Then we had George Charamba telling stories. He claimed that Western journalists were trained “in the context of national values which inculcated in them the need to defend national interests”.
What examples can he give of such training? Did he experience such “inculcation” when he was the beneficiary of a British scholarship?
Has he ever read any articles by Gary Younge or Polly Toynbee in the Guardian? Is he unaware that significant segments of the British media are loudly opposed to Britain’s role in Iraq? Can you imagine anybody at the Herald daring to criticise Zimbabwe’s role in the Congo?
The most notable thing about the Southern African International Dialogue is this yawning chasm between rhetoric and reality. Here is an organisation based on the concept of smart partnerships between governments and the private sector. Mugabe is able to fly to Lesotho to pontificate on the need for such cooperation when his ministers such as Didymus Mutasa and Chris Mushohwe are busy threatening farms and businesses with seizure.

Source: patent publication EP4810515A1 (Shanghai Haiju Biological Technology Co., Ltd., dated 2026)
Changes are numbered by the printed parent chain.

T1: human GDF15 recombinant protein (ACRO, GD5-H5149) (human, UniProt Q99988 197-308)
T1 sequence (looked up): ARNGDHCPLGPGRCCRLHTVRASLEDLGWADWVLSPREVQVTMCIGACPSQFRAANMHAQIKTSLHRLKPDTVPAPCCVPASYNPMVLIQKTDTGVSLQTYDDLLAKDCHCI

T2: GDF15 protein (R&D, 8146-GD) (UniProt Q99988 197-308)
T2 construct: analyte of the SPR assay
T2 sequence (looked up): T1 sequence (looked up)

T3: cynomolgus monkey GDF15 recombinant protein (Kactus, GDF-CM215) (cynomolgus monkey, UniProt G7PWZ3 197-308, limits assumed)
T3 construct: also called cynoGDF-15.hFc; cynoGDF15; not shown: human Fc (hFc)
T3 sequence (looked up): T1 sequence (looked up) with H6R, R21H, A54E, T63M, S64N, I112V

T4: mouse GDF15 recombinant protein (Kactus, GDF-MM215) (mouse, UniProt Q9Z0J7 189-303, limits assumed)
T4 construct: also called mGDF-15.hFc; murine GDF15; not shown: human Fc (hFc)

While Mugabe was at SAID in Maseru, state-sponsored raiders were plundering farms in Mwenezi of tractors and irrigation equipment, the product of years of investment.
How smart was that? And the state media here needs to be educated on how self-sufficient Malaysia was when it rejected IMF prescriptions in 1998. Its leaders had built it into a dynamic modern economy, the very opposite of Zimbabwe whose leaders have reduced it to a basket case dependent upon international charity.
This is what the Sunday Mail’s Munyaradzi Huni, who invariably appears anxious for somebody to worship, had to say on Zimbabwe’s predicament: “The country’s economic turnaround programme seems to have gone off the rails, but great statesmen like Dr Mahathir know that ‘failure is not an option’.”
And that’s the best he can do!